Landmine detection is a very slow process, largely due to the huge number of false positives with a metal detector, which for safety reasons must all be removed from the ground. Incorporating an additional sensor type such as ground-penetrating radar (GPR) has been shown to reduce the rate of false positives, speeding the clearance process. So far, these GPR detectors have only used very basic imaging methods (or none at all). We discuss implementing a more advanced method, namely Full-Wave Inversion, highlighting some of the difficulties in this nonlinear and ill-conditioned optimisation based method.
The anterior cruciate ligament (ACL) is the most frequently injured knee ligament, and is one of the structures most commonly injured in sport. Due to the fact that it does not heal naturally, the standard treatment for a ruptured ACL is surgical reconstruction, to which there are several approaches, the most common being patellar tendon (PT) and hamstring tendon autograft. There is currently no consensus with respect to the choice between these two grafts, however, the PT is the most commonly used. In this talk, I mathematically model the ACL and PT in order to compare their mechanical properties within the same framework.
Ligaments and tendons have an extremely hierarchical structure, their main subunit being the fascicle, which is made of fibrils arranged in a crimped pattern. We utilise a strain energy function that was proposed for the modelling of arteries but is equally applicable to tendons and ligaments, to show that the differing alignments of the fascicles within the ACL and PT have a significant effect on their stress-strain curves.
In this talk I'll give an introduction to Taylor dispersion, a canonical problem involving the enhanced mixing of a solute due to a shear flow. This has many applications including gas exchange in the lungs, blood circulation and engineering. I'll then go on to talk about how similar methods can be used to describe the increased propagation speed of a premixed flame propagating against a shear flow in a channel.
Fibre reinforced composites (FRCs) are commonly used in industry, and many techniques have been developed in an attempt to understand what their effective properties are on a macroscopic level. While techniques such as the method of asymptotic homogenisation (MAH) can be effective, there are issues with using such techniques when in non-dilute regimes (i.e. when there are lots of fibres in the composite) and the equations we solve in such techniques are often very complicated.
In this talk, using the example of firing antiplane (SH) waves into a composite to find its longitudial shear modulus, an alternatvie technique shall be shown which yields a simpler asymptotic scheme, featuring a nice segregation of terms, and which is more reliable in non-dilute regimes.
Two major considerations in X-ray Computed Tomography are the required acquisition time and X-ray dose for the scans. In helical scan CT, scans are taken by moving source and detector in one continuous helix relative to the object rather than taking several separate circular scans. This not only reduces the acquisition time and dosage, but also allows faster processes to be captured and artefacts to be reduced at large cone angles. One theoretically exact reconstruction method for helical cone beam micro-CT is the Katsevich reconstruction algorithm. In this paper we look at two implementations of the derivatives required for the Katsevich reconstruction algorithm on flat detectors, both the original implementation suggested by Noo and a formulation proposed by Katsevich.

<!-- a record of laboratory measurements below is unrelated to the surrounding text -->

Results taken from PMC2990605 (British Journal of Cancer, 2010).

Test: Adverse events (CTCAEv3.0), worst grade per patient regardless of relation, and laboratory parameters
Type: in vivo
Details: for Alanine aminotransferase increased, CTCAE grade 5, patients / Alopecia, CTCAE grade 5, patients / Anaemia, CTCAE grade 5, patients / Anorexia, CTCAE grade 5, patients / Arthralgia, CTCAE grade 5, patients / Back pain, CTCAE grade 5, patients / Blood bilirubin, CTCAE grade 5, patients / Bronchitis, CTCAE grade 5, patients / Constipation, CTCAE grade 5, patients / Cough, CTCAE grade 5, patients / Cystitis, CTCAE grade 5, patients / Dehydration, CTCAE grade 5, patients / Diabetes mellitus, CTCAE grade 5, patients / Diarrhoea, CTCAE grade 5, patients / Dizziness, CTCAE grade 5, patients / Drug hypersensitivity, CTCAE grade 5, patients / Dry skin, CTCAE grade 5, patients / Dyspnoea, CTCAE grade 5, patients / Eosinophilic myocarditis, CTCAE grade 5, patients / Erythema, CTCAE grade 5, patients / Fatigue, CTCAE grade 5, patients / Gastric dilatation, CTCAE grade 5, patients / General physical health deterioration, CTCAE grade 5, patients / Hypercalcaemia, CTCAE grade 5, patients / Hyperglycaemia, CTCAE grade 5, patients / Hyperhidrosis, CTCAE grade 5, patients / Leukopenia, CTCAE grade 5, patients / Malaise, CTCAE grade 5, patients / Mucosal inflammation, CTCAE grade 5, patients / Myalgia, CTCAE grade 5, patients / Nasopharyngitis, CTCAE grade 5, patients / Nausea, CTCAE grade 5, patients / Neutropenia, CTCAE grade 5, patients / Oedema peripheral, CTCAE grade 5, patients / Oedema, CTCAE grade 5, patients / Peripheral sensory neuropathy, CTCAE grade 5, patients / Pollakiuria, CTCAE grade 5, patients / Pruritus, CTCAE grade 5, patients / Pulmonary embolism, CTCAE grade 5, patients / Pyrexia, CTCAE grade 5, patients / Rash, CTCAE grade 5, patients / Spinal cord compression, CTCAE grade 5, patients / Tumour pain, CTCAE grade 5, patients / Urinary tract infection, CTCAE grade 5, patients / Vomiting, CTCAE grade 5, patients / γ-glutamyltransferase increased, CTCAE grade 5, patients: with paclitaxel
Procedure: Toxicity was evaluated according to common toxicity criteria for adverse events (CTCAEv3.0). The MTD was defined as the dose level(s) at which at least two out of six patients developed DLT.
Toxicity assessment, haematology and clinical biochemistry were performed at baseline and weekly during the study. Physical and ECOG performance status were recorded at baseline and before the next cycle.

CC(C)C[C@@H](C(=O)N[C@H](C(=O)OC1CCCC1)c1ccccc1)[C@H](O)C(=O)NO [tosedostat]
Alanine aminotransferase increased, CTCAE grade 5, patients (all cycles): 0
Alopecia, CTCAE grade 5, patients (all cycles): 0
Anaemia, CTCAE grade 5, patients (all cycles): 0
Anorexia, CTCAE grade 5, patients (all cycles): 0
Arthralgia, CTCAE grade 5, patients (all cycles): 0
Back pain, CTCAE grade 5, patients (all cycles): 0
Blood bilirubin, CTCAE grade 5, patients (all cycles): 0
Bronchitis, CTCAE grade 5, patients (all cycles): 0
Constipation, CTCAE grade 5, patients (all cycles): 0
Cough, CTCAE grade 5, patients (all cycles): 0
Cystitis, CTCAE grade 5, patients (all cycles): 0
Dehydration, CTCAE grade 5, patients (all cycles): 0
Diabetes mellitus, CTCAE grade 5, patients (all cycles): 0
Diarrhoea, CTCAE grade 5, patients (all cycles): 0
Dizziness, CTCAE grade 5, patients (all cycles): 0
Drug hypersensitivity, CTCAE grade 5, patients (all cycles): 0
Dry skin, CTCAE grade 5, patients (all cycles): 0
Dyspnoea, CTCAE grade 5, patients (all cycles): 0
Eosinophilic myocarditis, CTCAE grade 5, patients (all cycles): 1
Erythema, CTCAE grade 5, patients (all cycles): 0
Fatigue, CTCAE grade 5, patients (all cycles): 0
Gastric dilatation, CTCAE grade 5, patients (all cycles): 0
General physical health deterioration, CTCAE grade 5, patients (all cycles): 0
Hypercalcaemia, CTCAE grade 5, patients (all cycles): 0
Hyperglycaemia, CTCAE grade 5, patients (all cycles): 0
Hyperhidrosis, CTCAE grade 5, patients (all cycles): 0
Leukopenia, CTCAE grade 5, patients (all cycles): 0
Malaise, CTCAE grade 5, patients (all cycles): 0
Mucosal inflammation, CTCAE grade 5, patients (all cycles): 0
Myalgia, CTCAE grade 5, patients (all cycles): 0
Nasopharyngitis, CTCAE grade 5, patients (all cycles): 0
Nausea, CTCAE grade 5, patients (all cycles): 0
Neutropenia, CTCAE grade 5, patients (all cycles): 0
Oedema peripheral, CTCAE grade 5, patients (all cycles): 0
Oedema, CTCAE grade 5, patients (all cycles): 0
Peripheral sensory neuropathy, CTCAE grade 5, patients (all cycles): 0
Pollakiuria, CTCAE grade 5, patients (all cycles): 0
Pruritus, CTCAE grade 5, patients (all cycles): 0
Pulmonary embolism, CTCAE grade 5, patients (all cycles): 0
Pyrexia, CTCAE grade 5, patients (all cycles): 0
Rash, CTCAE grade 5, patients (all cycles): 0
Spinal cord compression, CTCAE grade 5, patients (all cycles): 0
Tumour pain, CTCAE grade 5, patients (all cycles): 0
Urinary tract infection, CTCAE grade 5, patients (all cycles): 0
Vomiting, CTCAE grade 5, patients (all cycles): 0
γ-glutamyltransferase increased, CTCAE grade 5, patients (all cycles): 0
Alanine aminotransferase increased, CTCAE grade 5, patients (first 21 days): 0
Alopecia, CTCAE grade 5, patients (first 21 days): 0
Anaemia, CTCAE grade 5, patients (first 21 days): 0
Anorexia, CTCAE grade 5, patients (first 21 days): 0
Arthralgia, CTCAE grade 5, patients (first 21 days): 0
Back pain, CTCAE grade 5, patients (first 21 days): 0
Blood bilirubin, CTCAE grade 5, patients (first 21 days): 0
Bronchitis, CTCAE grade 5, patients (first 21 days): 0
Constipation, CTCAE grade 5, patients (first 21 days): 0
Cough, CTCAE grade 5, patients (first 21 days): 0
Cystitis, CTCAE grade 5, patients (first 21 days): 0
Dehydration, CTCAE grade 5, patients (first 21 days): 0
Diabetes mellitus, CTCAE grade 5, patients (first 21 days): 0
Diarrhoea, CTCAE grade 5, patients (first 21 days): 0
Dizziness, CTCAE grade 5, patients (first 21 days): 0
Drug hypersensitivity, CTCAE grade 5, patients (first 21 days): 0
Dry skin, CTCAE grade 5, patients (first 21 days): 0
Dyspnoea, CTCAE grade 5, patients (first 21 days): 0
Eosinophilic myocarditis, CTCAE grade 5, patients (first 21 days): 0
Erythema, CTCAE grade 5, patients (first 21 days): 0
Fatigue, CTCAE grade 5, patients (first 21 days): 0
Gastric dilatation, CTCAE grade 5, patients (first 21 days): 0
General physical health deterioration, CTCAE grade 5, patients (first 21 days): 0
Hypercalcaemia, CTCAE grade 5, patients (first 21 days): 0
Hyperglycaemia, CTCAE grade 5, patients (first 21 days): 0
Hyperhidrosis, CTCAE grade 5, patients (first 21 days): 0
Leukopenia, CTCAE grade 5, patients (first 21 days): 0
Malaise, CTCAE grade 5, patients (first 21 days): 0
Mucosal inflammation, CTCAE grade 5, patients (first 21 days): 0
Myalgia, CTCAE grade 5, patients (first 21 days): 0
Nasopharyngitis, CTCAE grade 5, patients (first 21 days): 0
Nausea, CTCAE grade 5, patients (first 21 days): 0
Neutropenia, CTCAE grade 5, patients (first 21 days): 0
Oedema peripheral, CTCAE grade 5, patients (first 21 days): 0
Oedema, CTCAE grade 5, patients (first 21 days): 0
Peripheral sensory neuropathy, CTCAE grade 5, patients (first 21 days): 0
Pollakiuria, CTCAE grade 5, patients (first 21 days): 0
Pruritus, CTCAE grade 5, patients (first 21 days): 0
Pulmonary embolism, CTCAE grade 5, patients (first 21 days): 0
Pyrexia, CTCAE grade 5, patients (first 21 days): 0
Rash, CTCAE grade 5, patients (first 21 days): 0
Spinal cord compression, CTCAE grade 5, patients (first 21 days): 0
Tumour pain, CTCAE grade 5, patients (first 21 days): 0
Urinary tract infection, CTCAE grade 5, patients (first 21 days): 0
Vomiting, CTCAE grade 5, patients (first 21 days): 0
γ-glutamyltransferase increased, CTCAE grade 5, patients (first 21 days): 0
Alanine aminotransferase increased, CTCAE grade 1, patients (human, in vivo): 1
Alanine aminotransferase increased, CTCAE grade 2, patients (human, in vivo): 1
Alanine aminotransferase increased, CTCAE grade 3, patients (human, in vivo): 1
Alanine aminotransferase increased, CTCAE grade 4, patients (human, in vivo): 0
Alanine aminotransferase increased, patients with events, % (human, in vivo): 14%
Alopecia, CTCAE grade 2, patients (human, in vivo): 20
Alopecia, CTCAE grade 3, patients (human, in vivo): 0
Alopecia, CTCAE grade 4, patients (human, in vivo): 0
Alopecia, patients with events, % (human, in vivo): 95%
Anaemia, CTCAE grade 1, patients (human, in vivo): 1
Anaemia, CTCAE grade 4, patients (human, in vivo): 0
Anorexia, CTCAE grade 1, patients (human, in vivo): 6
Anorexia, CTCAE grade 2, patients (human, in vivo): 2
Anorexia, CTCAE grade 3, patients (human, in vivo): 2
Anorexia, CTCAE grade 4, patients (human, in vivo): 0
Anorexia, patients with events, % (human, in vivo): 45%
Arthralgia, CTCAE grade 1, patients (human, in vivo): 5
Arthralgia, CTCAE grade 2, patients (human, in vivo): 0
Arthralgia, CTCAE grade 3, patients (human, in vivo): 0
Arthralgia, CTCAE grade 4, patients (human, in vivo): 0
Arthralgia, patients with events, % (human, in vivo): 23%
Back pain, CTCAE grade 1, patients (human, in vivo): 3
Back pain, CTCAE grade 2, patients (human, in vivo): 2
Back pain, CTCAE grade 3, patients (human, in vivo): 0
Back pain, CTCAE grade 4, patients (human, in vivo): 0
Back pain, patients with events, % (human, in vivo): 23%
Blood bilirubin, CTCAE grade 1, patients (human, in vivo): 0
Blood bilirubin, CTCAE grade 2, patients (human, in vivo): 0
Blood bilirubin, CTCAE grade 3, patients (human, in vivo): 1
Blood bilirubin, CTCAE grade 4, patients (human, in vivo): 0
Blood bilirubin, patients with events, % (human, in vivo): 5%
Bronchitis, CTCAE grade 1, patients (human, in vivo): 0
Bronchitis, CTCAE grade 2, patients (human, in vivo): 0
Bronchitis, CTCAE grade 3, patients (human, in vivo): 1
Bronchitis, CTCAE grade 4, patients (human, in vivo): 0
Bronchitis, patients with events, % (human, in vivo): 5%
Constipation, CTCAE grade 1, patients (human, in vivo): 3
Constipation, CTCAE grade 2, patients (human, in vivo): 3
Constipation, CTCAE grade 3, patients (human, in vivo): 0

Noise production from a mechanical system can be understood as a dissipation process by which the system loses a tiny part of its energy. The particularity of this acoustic dissipation is that it propagates at large distances as sound and is therefore received as a nuisance. Unsteady turbulent flows in free space or developing over the surface of moving bodies will appear as the source of what is called the aerodynamically generated noise. In this talk I will introduce the basic theory and some applications in the aeronautics industry.
I will describe the IFISS software package http://www.maths.manchester.ac.uk/~djs/ifiss/ and explain how it can be used to solve advection-diffusion problems. I will also talk about solving Boussinesq systems---the simplest PDE model for buoyancy-driven incompressible fluid flow.
Despite the recent successes of the granular mu(I)-rheology in simulating flow, we show inherent ill-posed behaviour in the governing equations. In this context, the ill-posed ness is manifested as an unbounded growth of short wavelength perturbations. The instability is explored analytically with a linear stability analysis and numerically using an implicit finite volume scheme.
I have just returned to Manchester after spending six months working in the aeroacoustic research team at Dyson as part of a shorter knowledge transfer partnership (sKTP). I would like to discuss what it was like working for such an inspirational British technology company as Dyson, what research is like within industry compared to academia, and give an overview of some of the research I did there. All Dyson products move air as part of their primary function. Getting air to move and then controlling it can be a noisy business. Dyson sought academic input from applied mathematicians to aid the investigation of solutions which allow maximum acoustic benefit within strict design constraints. I will discuss the process in which we determined the scope of the project and the desired outcomes, and give some details of the mathematical modelling and experimental validation involved. Dyson are holding a workshop in the department on the 17th December. So this talk will also act as a bit of an introduction.